‘Britain’s transition to net zero is destined to make us all poorer’

HERNE BAY, ENGLAND – FEBRUARY 07: Solar panels are pictured at Owl’s Hatch Solar Park on February 07, 2023 in Herne Bay, England. Owls Hatch Solar Farm, one of the UK’s largest solar farms, has a capacity of 51.9MW and supplies power to around 14,000 homes. (Photo by Carl Court/Getty Images) – Carl Court/Getty Images

Save money while helping protect the world from climate change and defeating Vladimir Putin’s wickedness – what’s not to love about the green transition? Well, quite a lot turns out.

On the face of it, there is no objection to trying to reduce the carbon emissions of our homes, cars and lifestyles if possible. Those efforts can actually go a long way in the back pocket in some cases, especially if the state subsidizes the high initial cost.

Rooftop solar panels have saved consumers hundreds of pounds a year as gas and other domestic heating options have become more expensive, while electric vehicles are estimated to save motorists up to £800 a year compared to consuming fossil fuel alternatives.

But supporters (and producers) of green technology should not pretend that there are only benefits. For the first time ever, our society is trying to make “progress” by embracing less efficient and productive technology.

So far, human history has been an impressive arc of discovering better and more efficient ways to generate energy. But the green revolution, to save the planet, will mean that our short-term future will be based on less effective production.

Contrary to what some may say, significant trade-offs will result from this. Many consumers may not really notice, either because the “unit cost” of these trade-offs has no monetary value, or because the cost appears to be separate from the green transition.

Let’s start with the tradeoffs you’ll actually notice. With many new technologies, costs are not input, but time or availability. While electric cars can be charged at home, potential buyers should also be aware that refueling is not just five minutes away from services.

Instead, it represents a time investment of at least 40 minutes, and that assumes you have immediate access to a 43kW fast charger when you arrive to charge your vehicle.

Also with solar panels, the monthly savings on your total energy bill must be put in addition to the (obvious) fact that solar panels only work during periods when the sun is shining.

This means that while you can take advantage of almost unlimited energy during periods of light, nights and low light winter days (when you need heat and light the most) you are again at the mercy of the national grid.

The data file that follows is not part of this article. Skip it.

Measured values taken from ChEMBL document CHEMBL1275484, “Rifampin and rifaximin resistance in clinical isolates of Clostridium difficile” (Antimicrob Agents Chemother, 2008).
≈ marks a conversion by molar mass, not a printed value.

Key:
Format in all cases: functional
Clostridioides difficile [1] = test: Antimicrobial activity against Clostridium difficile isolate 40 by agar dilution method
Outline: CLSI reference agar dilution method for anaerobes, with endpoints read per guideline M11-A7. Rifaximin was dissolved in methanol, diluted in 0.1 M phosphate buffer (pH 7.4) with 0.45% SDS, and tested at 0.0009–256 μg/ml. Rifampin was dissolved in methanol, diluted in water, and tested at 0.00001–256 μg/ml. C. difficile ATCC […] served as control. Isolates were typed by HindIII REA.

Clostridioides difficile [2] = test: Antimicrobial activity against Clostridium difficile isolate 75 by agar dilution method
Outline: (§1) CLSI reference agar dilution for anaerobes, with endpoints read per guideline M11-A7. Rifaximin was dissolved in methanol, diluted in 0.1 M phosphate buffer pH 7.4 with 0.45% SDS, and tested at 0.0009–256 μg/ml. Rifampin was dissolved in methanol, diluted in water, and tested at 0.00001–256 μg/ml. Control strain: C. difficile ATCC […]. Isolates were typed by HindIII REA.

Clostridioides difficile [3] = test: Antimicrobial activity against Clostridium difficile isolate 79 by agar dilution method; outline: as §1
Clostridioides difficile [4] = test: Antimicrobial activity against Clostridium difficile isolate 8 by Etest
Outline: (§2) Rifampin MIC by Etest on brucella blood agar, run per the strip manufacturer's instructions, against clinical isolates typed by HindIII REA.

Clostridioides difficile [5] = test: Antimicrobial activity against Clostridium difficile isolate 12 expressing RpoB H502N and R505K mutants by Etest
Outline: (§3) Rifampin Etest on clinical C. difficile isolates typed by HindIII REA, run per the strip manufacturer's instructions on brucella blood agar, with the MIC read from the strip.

Again, solar panels have their advantages. But when you also factor in the high up-front installation costs, the costs and benefits need to be weighed sensibly: the most common household size is a 4kW solar panel system, which comes with a price tag of £6,000 (and will take around 29 square meters of roof) .

And as has been well documented recently, heat pumps also have costs, both in terms of time and effectiveness. Heat pumps operate at lower power than their gas-fired equivalents, which means they generate heat more slowly and at a lower level (i.e. cooler hot water).

Again, this is hardly a catastrophe. But once you factor in the fact that your solar panels probably won’t provide power for the longer periods of time you need the heat pump, users shouldn’t expect their energy bills to be converted by them.

Then there’s the global supply chain issues that you’re likely to see only in higher costs of electricity or other high-tech products.

Switching the UK fleet to full electric power and shifting 100% of domestic heating from oil and gas to heat pumps will increase national energy demand from 279 terawatt hours a year to over 500, an 81% increase.

If we were to do this with renewable energy alone, we would need to more than double the number of wind turbines in Britain to cover the additional energy consumption of electric vehicles and heat pumps.

Unfortunately, the production of many green energy products (such as electric vehicles and solar panels) also requires huge amounts of rare and expensive minerals.

For example, if we wanted all 31.5 million UK cars to be electric by 2050, the UK would need to buy the equivalent of the world’s entire supply of cobalt for two years, not to mention six months’ worth of copper. And that’s before we factor in years of global copper production to build the 6,000 additional turbines it will take to power them.

Such demand for these minerals will drive up the price, making the initial cost of green energy more expensive. But it will also drive up the price of other goods that use these minerals, especially electronics, household plumbing and wiring.

As the world quickly embarks on a green transition path, you should expect items like cell phones, computers, and cars to all increase in price as the minerals that make them up.

None of this is a definitive projection. After all, the discovery of new mineral deposits or a technological leap forward can radically change the long-term cost of green energy. But those who want to ride the wave of new green technology should at least be aware that no decision is free.

Sam Collins is a senior policy advisor at the Institute of Economic Affairs

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